I share my public IP with other provider customers

I am sorry but I don’t know the professional term.

My public IP (on an DSL access) is dynamic of course.
But I also share this IP with other customers of the same provider.

In that case: Is it even possible to use DynDNS?

Hey MoonKid, welcome to deSEC! :slight_smile:

I believe you are referring to carrier-grade NAT. Since you still have a public IP address, you can communicate this address to the deSEC servers and it will be published in the DNS. So far, no problem.

What probably will not work is that you connect to services that run at your home. The reason is that – from perspective of your ISP – it is unclear to which home a packet with that IP address should be routed.

There may exist more complicated solutions to this problem, depending on your exact setup. Maybe someone in this forum has an idea.


But then why should someone use DynDNS? Isn’t it only useful to connect to my home services (e.g. SSH, XRDP, RSYNC, NextCloud, …)?

Not everyone is unfortunate enough to have carrier-grade NAT, and of those who do, some have globally valid IPv6 prefixes. It may even be possible to enable incoming connections though NAT hole punching.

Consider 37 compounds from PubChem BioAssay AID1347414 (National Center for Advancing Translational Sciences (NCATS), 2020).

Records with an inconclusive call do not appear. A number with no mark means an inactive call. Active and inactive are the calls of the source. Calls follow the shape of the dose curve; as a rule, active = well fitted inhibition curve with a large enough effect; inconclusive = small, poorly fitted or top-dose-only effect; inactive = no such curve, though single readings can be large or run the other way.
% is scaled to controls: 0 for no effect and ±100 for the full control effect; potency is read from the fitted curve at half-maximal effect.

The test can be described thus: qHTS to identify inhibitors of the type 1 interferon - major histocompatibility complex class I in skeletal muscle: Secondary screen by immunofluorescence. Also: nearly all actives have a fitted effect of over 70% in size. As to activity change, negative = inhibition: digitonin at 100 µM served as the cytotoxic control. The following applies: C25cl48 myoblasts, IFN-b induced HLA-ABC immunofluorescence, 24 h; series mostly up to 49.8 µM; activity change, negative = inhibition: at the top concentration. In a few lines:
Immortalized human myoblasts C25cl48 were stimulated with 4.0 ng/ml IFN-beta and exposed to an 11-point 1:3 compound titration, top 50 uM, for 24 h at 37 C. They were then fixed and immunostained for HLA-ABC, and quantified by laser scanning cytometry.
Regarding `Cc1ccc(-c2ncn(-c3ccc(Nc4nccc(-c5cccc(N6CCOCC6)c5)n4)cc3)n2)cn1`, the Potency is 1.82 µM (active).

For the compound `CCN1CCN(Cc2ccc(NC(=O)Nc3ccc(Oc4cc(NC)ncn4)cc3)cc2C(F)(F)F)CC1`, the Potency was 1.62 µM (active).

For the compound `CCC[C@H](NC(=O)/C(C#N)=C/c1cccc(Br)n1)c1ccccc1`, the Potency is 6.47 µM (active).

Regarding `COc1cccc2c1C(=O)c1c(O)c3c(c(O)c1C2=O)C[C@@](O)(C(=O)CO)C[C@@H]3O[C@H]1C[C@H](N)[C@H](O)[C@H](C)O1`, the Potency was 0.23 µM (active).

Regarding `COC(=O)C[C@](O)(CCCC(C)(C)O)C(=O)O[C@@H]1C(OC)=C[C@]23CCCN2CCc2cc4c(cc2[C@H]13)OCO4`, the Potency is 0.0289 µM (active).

Reminds me to SSH jump hosts.

@MoonKid: maybe this applies only to your IPv4. Do you have an IPv6 too ? If you get a global IPv6 you can use deSEC with this.

In addition: CGNAT can be recognized by its IP address as it must be within the network ( -

Some ISPs are able to provide a static public IPv4 - on request (and in most cases for an additional fee).

Hi bouke - welcome to the forum!

Is that true?

RFC 6598 reserves that space for CGNAT, but does not mandate that it must or should be used. In other words, if there isn’t another specification, carriers are free to choose between the reserved shared space and other IP space assigned to them.

As the term “carrier-grade NAT” (Wikipedia article since 2010) predates RFC 6598 (2012), I would guess that there are at least some legacy deployments still using private IP space. (There’s no incentive for ISPs for change, as IP space already allocated doesn’t incur cost.)

Stay secure,